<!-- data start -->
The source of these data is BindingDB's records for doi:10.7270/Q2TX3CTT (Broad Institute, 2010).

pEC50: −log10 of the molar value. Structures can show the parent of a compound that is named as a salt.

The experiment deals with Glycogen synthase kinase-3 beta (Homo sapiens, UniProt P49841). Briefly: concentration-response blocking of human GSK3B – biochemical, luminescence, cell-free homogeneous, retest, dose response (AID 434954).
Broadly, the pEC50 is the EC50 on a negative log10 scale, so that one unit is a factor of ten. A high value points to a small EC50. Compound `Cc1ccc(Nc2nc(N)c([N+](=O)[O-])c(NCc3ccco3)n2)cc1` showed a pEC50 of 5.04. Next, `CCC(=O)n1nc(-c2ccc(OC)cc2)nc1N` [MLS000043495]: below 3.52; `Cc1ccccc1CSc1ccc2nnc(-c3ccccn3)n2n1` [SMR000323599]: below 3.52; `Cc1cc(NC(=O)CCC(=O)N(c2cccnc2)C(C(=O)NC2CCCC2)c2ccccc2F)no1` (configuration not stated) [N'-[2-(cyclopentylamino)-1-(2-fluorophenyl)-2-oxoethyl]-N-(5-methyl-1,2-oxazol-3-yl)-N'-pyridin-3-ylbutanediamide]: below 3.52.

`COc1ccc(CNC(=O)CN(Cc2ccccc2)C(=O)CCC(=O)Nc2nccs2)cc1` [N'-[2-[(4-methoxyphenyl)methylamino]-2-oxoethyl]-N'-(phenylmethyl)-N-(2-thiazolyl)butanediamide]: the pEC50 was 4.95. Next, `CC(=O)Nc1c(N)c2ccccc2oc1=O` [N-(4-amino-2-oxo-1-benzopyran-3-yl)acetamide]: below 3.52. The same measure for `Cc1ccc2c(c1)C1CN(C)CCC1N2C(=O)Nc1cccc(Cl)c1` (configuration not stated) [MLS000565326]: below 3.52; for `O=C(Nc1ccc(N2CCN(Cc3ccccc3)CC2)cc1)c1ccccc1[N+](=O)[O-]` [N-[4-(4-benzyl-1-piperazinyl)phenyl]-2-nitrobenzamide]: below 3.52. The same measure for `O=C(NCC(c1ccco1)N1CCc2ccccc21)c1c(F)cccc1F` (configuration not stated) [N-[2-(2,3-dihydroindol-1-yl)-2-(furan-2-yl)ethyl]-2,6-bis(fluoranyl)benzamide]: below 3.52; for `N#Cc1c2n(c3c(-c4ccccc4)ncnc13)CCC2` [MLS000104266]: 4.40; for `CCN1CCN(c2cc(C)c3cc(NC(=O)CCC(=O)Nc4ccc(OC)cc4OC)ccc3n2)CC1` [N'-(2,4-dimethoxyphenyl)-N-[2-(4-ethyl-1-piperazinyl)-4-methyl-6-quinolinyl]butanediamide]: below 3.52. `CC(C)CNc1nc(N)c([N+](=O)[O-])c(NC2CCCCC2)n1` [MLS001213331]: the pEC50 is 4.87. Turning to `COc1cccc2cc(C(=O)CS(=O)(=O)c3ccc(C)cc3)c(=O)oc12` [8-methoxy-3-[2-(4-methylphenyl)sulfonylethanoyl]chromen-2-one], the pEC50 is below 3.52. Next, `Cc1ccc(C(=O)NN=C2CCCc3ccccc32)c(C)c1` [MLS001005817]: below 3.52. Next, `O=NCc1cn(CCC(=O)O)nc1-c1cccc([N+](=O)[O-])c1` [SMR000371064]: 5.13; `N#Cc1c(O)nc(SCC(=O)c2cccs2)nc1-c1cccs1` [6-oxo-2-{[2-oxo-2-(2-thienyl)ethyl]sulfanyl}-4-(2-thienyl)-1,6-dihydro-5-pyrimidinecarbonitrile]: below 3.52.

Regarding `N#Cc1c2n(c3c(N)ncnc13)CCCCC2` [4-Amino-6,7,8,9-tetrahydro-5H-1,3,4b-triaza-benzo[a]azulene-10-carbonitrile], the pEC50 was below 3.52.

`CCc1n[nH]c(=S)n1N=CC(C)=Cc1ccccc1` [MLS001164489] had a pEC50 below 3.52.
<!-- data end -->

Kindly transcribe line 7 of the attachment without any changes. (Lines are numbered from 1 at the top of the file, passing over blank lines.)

`CCc1n[nH]c(=S)n1N=CC(C)=Cc1ccccc1` [MLS001164489] had a pEC50 below 3.52.